With films shown in 4DX format, who is responsible for chosing the environmental effects and their timing?

4DX allows a motion picture presentation to be augmented with environmental effects such as seat motion, wind, rain, fog, lights, and scents along with the standard video and audio. As such, theaters must be specially designed for and equipped with 4DX technology.

I found some info on Wikipedia about films being produced with 4DX motion-enhancement but was not sure if the "Production company" column is just the producer for the film itself.

Do they also choose what effects they want to have if their film is shown in 4DX or are the cinemas creating, adjusting and timing the effects all by themselves?

Is the program/sequence created by CJ 4DPLEX, the cinema or the film producer themselves?


1 Answer 1


In the case of D-Box, the company responsible for maintaining and managing the seats also seems to be responsible for working directly with the film producer to determine which effects go where in each film.

The seating is actually provided under franchise (to the cinema) in the same way that a coca-cola distributor might provide the cinema with a Soda Vending Machine in their lobby. A percentage of the extra cost of each 4DX seat sold goes directly to D-Box and the remainder of the profit goes to the cinema in the usual way.

How do you work with the filmmakers on determining the activity levels and timing of effects? On average, how many movements/effects are chosen? And does any particularly effective film come to mind?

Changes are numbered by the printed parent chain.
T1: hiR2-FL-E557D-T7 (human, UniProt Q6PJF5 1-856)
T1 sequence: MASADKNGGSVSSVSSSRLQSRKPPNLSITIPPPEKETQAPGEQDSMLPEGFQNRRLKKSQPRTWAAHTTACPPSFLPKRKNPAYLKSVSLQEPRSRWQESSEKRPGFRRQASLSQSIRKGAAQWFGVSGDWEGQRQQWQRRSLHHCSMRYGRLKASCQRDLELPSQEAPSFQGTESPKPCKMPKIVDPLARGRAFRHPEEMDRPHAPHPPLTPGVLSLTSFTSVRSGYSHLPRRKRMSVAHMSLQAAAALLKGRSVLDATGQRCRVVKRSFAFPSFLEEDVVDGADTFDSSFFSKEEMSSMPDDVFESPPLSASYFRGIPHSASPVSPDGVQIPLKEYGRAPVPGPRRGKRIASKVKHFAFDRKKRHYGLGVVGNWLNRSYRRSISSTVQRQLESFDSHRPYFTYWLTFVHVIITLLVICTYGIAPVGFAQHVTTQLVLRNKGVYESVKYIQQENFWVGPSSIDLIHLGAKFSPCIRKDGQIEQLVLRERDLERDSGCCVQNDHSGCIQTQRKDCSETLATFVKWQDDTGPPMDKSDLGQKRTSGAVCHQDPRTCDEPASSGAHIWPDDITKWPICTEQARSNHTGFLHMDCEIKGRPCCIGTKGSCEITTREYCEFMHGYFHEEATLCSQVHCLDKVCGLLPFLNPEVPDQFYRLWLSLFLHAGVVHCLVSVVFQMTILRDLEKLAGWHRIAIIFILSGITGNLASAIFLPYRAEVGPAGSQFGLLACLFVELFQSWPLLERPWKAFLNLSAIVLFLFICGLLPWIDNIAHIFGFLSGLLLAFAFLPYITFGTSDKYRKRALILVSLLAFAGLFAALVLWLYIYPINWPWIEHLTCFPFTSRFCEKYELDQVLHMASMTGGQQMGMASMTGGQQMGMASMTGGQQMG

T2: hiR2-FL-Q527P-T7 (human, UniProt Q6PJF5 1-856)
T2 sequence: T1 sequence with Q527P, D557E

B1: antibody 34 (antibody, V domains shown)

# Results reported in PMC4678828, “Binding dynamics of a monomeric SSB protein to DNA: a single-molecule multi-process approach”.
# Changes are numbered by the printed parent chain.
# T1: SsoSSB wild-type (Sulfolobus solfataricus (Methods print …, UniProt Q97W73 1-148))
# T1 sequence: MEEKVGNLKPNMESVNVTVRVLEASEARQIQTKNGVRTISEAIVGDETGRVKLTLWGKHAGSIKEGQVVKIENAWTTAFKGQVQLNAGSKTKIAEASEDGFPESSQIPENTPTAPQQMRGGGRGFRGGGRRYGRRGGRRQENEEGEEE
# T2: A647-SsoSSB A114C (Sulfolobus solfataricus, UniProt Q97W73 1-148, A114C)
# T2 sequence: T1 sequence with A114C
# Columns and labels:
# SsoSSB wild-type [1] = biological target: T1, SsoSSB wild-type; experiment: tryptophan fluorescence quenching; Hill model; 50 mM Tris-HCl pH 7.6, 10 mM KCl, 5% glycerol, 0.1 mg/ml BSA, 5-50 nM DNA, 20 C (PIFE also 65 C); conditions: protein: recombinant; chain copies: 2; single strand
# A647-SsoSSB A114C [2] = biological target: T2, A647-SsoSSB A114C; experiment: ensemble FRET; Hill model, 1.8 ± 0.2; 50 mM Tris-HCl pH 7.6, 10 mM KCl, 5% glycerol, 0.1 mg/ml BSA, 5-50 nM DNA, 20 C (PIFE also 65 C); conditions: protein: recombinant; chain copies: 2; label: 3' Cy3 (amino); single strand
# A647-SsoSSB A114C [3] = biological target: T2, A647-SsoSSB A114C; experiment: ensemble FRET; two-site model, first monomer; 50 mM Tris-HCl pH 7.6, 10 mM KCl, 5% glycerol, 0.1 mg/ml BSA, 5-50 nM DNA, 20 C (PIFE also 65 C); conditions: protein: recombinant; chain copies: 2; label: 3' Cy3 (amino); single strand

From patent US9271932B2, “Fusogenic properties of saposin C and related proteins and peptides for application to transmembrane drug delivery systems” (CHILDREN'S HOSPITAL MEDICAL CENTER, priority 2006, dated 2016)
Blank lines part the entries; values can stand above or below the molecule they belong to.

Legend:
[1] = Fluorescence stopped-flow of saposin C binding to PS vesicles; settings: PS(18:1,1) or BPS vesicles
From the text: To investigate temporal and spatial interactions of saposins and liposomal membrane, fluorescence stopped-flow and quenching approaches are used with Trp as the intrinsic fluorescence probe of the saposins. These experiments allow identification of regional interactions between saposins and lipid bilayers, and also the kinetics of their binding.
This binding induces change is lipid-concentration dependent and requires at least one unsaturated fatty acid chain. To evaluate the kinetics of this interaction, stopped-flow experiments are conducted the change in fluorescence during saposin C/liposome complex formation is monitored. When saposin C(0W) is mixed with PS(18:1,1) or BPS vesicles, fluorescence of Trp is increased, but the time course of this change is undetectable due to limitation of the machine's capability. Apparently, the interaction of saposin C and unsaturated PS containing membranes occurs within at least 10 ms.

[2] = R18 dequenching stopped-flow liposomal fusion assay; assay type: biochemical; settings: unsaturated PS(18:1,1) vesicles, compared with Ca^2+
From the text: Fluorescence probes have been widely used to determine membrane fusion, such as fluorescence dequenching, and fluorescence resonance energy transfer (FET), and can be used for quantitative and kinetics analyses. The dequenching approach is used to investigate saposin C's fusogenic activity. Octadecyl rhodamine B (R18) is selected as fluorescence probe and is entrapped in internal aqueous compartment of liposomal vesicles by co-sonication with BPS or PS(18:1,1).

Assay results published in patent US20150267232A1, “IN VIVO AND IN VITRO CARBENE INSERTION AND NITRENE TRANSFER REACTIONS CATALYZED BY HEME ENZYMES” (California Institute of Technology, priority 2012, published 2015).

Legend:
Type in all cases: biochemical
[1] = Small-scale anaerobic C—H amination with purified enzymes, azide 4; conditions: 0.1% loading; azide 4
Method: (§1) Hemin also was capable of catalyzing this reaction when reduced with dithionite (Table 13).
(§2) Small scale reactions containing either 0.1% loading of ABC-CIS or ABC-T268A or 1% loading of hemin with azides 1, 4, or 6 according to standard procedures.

We work with the post-production team of the studio. We only put motion where the movie calls for it. Usually a two-hour film will have about 30 to 40 minutes of motion. We don’t want to distract from the movie, we want to immerse. So when scenes call for action (fight, races, etc.) we put the motion from subtle to intense, depending on the scene.

Generally, our motion coders provide the information as number of MFX events, MFX total time and MFX percentage. But it is hard to say which title that we have completed had the most effects or most diverse mix. But it is safe to say that classic chase scenes, gunshots, fight scenes, explosions, natural disasters such as earthquakes, tornados, storms, etc. all lend themselves for fantastic possible MFXs.

Since only blockbuster films merit a 4DX production, I'd imagine that it's the marketing people at Marvel, Sony, Disney, etc. who liaise with the 4DX provider rather than anyone who was involved in the day-to-day making of the film (e.g. the Director / Screenwriter, etc).


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